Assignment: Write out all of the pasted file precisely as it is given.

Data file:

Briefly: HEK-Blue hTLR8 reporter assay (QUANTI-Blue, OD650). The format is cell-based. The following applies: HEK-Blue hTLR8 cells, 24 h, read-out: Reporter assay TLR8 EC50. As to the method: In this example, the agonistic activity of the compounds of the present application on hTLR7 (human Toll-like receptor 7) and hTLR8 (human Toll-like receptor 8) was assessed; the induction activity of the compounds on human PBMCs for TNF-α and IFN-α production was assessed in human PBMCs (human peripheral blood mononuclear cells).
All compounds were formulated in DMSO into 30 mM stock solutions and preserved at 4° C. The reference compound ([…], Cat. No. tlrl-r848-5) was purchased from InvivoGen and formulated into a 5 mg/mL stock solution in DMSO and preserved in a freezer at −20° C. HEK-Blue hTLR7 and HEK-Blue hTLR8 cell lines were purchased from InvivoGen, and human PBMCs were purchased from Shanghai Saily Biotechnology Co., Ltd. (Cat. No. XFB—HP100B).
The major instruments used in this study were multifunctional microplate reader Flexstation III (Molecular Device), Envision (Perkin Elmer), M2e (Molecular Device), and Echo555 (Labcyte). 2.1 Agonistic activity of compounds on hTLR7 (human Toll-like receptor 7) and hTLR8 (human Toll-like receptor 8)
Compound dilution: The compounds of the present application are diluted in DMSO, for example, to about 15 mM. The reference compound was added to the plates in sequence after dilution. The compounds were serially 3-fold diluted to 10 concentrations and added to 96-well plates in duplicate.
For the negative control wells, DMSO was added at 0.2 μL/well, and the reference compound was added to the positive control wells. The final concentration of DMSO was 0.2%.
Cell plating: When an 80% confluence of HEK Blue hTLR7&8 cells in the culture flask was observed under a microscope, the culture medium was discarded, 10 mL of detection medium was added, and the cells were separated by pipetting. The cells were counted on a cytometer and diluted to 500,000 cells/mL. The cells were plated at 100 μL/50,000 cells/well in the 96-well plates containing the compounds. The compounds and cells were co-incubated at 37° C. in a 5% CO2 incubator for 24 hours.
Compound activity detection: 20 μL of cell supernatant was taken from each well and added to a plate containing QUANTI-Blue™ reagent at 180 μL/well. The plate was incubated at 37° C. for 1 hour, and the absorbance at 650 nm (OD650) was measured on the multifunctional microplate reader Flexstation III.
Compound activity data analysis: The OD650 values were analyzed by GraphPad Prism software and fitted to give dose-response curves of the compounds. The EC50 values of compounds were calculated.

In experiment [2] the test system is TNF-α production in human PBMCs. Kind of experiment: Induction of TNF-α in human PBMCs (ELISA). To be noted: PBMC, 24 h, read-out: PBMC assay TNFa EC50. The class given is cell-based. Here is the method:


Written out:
Briefly: HEK-Blue hTLR8 reporter assay (QUANTI-Blue, OD650). The format is cell-based. The following applies: HEK-Blue hTLR8 cells, 24 h, read-out: Reporter assay TLR8 EC50. As to the method: In this example, the agonistic activity of the compounds of the present application on hTLR7 (human Toll-like receptor 7) and hTLR8 (human Toll-like receptor 8) was assessed; the induction activity of the compounds on human PBMCs for TNF-α and IFN-α production was assessed in human PBMCs (human peripheral blood mononuclear cells).
All compounds were formulated in DMSO into 30 mM stock solutions and preserved at 4° C. The reference compound ([…], Cat. No. tlrl-r848-5) was purchased from InvivoGen and formulated into a 5 mg/mL stock solution in DMSO and preserved in a freezer at −20° C. HEK-Blue hTLR7 and HEK-Blue hTLR8 cell lines were purchased from InvivoGen, and human PBMCs were purchased from Shanghai Saily Biotechnology Co., Ltd. (Cat. No. XFB—HP100B).
The major instruments used in this study were multifunctional microplate reader Flexstation III (Molecular Device), Envision (Perkin Elmer), M2e (Molecular Device), and Echo555 (Labcyte). 2.1 Agonistic activity of compounds on hTLR7 (human Toll-like receptor 7) and hTLR8 (human Toll-like receptor 8)
Compound dilution: The compounds of the present application are diluted in DMSO, for example, to about 15 mM. The reference compound was added to the plates in sequence after dilution. The compounds were serially 3-fold diluted to 10 concentrations and added to 96-well plates in duplicate.
For the negative control wells, DMSO was added at 0.2 μL/well, and the reference compound was added to the positive control wells. The final concentration of DMSO was 0.2%.
Cell plating: When an 80% confluence of HEK Blue hTLR7&8 cells in the culture flask was observed under a microscope, the culture medium was discarded, 10 mL of detection medium was added, and the cells were separated by pipetting. The cells were counted on a cytometer and diluted to 500,000 cells/mL. The cells were plated at 100 μL/50,000 cells/well in the 96-well plates containing the compounds. The compounds and cells were co-incubated at 37° C. in a 5% CO2 incubator for 24 hours.
Compound activity detection: 20 μL of cell supernatant was taken from each well and added to a plate containing QUANTI-Blue™ reagent at 180 μL/well. The plate was incubated at 37° C. for 1 hour, and the absorbance at 650 nm (OD650) was measured on the multifunctional microplate reader Flexstation III.
Compound activity data analysis: The OD650 values were analyzed by GraphPad Prism software and fitted to give dose-response curves of the compounds. The EC50 values of compounds were calculated.

In experiment [2] the test system is TNF-α production in human PBMCs. Kind of experiment: Induction of TNF-α in human PBMCs (ELISA). To be noted: PBMC, 24 h, read-out: PBMC assay TNFa EC50. The class given is cell-based. Here is the method: